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This article in JEQ

  1. Vol. 25 No. 1, p. 69-79
     
    Received: Dec 6, 1994


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doi:10.2134/jeq1996.00472425002500010009x

Forms of Cadmium, Lead, and Zinc in Contaminated Soils from Southwest Poland

  1. Anna Chlopecka *,
  2. J. R. Bacon,
  3. M. J. Wilson and
  4. J. Kay
  1. U niv. of Georgia, Savannah River Ecology Lab., Aiken, SC 29802, USA and IUNG, Pulawy, Poland;
    B iomathematics and Statistics, Scotland, Environmental Modelling Unit, Macaulay Land Use Research Inst., Aberdeen AB9 2QJ, UK.

Abstract

Abstract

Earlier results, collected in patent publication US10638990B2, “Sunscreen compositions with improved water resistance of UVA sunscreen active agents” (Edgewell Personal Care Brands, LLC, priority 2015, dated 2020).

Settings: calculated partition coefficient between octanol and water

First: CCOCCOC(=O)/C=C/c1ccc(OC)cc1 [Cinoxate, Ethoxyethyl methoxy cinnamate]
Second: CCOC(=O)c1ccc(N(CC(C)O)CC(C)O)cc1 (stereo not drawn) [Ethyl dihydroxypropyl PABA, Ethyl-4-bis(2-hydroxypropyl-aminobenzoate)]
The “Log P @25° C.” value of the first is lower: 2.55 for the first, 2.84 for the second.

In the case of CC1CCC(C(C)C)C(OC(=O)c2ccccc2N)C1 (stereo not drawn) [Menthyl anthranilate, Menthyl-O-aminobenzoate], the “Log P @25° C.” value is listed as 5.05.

The metals Cd, Pb, and Zn occurring in Haplorthods and Haplumbrepts of both sandy and loamy textures in the vicinity of Tarnowskie Gory in southwest Poland, an area that has been subjected to severe metal contamination, were studied according to a procedure based on sequential extraction analysis. Concentrations of the metals ranged from background levels to levels well in excess of the maximum tolerable limits in agricultural soils. Thus, Cd, Pb, and Zn ranged from 0.2 to 103, 14 to 7100 and 20 to 10 000 mg kg−1 soil, respectively. Soil type, texture, organic matter, and cation exchange capacity (CEC) did not influence the relative proportions of heavy metal forms in any consistent manner. However, the influence of soil pH was clear. Soil samples of pH < 5.6 contained relatively more of all metals in the exchangeable form than in samples where pH was >5.6. The most consistent distribution patterns were found when the soil samples were grouped according to their total metal contents. The inferred relative mobility of the metals and their redistribution among the different fractions are generally consistent with the findings of previous studies of contaminated soils and support the view that metals from anthropogenic sources are more mobile than those from soil parent materials.

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